Wednesday 10 February 2016
NORTH KOREA'S 2016 H-BOMB AND THE 1970 NPT
It is hardly doubtful that the 11-Article Treaty on the Non-Proliferation of Nuclear Weapons has come a long way in preventing an epidemic spread of nuclear weapons across the world. However, it has also failed to utterly prevent the proliferation of Nuclear Weapons.
North Korea's claim to having successfully detonated the H-Bomb today, 06 January 2016, is only the most recent of a litany of incidents indicative of the proliferation of nuclear weapons. Britain, France, the USA, Russia and China remain the only recognised nuclear powers under the Treaty. But this 'de jure' provision is rendered obsolete by the 'de facto' reality where almost as many states outside ‘the five’ also possess nuclear weapons.
First it was the Khan ‘Smuggling’ Network which eventually gave Pakistan the weapon, and then India acquired same with alleged tacit support of some nuclear states under the NPT. Israel is known to have acquired the weapon although its official position remains one of neither affirming nor denying. South Africa's nuclearisation project is said to have been abandoned with the end of Apartheid (since the government and political power was now in the hands of the alleged target African populace for which it was supposedly meant, in principle), since it would be pointless or even suicidal to continue. Other countries have either also abandoned or suspended the project of nuclearisation.
With North Korea's claim of possessing the weapon many years before the alleged 2016 H-Bomb detonation, the potency of the 1970 NPT is fundamentally and further undermined. It must however be borne in mind that the politics of nuclearisation has tended to create a softer resistance to some non-nuclear states pursuing the weapon as against others. Most prominent in this regard is the resistance against Iran and its alleged nuclearisation at the Natanz facility. This contrasts with the attitude towards Israel for instance, which is hardly ‘resistance’. But besides the 'de-facto' obsolescence of the NPT, its provisions also contain gaps which render the prospect of a de-nuclearised world rather weak within the framework of the 1970 NPT.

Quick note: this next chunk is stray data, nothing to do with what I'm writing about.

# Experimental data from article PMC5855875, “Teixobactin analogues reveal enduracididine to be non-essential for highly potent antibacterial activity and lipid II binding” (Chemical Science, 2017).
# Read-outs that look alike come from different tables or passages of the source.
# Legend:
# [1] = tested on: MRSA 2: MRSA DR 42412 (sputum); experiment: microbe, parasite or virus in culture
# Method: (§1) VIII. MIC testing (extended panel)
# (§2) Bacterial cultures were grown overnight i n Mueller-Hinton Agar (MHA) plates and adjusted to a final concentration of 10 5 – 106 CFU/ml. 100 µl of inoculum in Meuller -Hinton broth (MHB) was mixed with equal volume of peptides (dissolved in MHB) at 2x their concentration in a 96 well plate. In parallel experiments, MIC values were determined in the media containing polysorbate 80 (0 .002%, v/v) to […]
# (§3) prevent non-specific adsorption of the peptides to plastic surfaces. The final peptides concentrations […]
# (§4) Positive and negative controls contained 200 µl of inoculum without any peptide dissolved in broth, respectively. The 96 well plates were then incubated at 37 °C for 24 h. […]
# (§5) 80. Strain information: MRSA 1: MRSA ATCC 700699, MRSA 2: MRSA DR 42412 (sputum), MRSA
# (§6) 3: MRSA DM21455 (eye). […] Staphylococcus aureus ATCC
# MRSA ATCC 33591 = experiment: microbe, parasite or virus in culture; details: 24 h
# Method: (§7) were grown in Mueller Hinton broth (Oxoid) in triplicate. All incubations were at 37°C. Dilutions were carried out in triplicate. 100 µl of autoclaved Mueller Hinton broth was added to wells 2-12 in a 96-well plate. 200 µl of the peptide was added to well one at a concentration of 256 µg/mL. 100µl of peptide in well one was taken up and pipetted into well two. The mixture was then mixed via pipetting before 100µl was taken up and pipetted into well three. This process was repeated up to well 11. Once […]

Although article VI of the NPT provides for de-nuclearisation and disarmament, it not only lacks the mechanisms for enforcing same, but demonstrates a hesitance to strongly make such a case. The institutions on the heels of the NPT reflect just this disposition. Consequently, Article X of the Treaty allows parties to withdraw on a number of grounds, including 'extraordinary events' and 'supreme interests of the country'. These legal realities not only indicate the futility of total trust in the 1970 NPT, but also suggest that the pursuit of denuclearisation could only lie in a new and more transparent framework which reflects the will to regulate the whole issue of nuclear weapons equally among states. But this may seem like a difficult task within the mire of global politics and law, within the ‘international order’ as an unjust order.
Should North Korea's claim to acquiring the H-Bomb be the ultimate cause of concern for the world? Or should the question of a more comprehensive and just framework be the ultimate? The former question would be a yes only for South Korea and Japan perhaps, but certainly a no for collective humanity. The latter question would be the more crucial for humanity as a whole. Yes, humanity is threatened with total annihilation by the thousands of nuclear warheads stationed across the world and controlled by about nine (9) states. Many of those warheads are H-Bombs! It is believed that the following countries possess the H-Bomb: Britain, France, USA, Russia, and China. It is unconfirmed for Pakistan, India and Israel. These can destroy planet Earth several times over!
NB: A H-Bomb or Hyrdogen Bomb, also known as a Thermonuclear weapon, is a nuclear explosive that uses the energy from a primary nuclear FISSION reaction to compress and ignite a secondary nuclear FUSION reaction. In other words, it is a weapon with much more destructive power than the Atomic or Nuclear bombs because it feeds on the explosions of these bombs (primary) to create greater conflagration (secondary) with maximum destructive power.
Only a reconceived and restructured global order could provide the enabling environment and framework for total denuclearisation. Yes! If the ‘International Order’ was founded upon the imaginary of exterminating some forms of human existence (racism), it would be hard to realistically pursue equality, justice and peace upon the same foundations without their overhaul. In MCJ, we find such an enabling world in the imaginary of a PLURIVERSAL WORLD ORDER.
Dr. Kajit J Bagu (John Paul)
A better world is attainable!